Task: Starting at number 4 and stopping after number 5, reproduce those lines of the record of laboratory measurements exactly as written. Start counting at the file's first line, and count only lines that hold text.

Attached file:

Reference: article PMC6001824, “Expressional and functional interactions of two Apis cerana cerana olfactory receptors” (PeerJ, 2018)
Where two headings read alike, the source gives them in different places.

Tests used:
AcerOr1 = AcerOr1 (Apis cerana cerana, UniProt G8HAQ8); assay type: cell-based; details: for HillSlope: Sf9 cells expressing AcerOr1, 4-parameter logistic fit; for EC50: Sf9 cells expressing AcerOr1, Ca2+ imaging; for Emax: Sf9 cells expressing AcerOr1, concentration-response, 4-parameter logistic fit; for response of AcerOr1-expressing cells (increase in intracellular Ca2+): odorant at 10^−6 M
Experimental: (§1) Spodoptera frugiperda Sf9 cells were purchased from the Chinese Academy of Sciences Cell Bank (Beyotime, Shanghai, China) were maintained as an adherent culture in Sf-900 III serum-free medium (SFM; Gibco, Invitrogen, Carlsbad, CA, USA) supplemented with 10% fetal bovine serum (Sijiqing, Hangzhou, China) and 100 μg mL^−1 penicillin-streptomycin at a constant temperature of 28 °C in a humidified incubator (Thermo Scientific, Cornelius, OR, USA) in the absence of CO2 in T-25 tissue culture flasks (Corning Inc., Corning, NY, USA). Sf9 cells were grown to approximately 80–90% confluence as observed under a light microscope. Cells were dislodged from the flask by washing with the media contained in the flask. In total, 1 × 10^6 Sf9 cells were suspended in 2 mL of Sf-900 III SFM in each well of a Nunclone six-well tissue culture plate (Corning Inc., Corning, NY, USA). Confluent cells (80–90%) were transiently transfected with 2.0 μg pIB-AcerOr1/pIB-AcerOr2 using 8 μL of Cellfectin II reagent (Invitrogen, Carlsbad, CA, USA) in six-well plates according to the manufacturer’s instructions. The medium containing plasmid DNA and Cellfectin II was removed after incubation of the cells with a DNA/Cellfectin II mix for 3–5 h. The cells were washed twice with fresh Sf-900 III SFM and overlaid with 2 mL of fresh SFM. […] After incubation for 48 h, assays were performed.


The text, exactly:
AcerOr1 = AcerOr1 (Apis cerana cerana, UniProt G8HAQ8); assay type: cell-based; details: for HillSlope: Sf9 cells expressing AcerOr1, 4-parameter logistic fit; for EC50: Sf9 cells expressing AcerOr1, Ca2+ imaging; for Emax: Sf9 cells expressing AcerOr1, concentration-response, 4-parameter logistic fit; for response of AcerOr1-expressing cells (increase in intracellular Ca2+): odorant at 10^−6 M
Experimental: (§1) Spodoptera frugiperda Sf9 cells were purchased from the Chinese Academy of Sciences Cell Bank (Beyotime, Shanghai, China) were maintained as an adherent culture in Sf-900 III serum-free medium (SFM; Gibco, Invitrogen, Carlsbad, CA, USA) supplemented with 10% fetal bovine serum (Sijiqing, Hangzhou, China) and 100 μg mL^−1 penicillin-streptomycin at a constant temperature of 28 °C in a humidified incubator (Thermo Scientific, Cornelius, OR, USA) in the absence of CO2 in T-25 tissue culture flasks (Corning Inc., Corning, NY, USA). Sf9 cells were grown to approximately 80–90% confluence as observed under a light microscope. Cells were dislodged from the flask by washing with the media contained in the flask. In total, 1 × 10^6 Sf9 cells were suspended in 2 mL of Sf-900 III SFM in each well of a Nunclone six-well tissue culture plate (Corning Inc., Corning, NY, USA). Confluent cells (80–90%) were transiently transfected with 2.0 μg pIB-AcerOr1/pIB-AcerOr2 using 8 μL of Cellfectin II reagent (Invitrogen, Carlsbad, CA, USA) in six-well plates according to the manufacturer’s instructions. The medium containing plasmid DNA and Cellfectin II was removed after incubation of the cells with a DNA/Cellfectin II mix for 3–5 h. The cells were washed twice with fresh Sf-900 III SFM and overlaid with 2 mL of fresh SFM. […] After incubation for 48 h, assays were performed.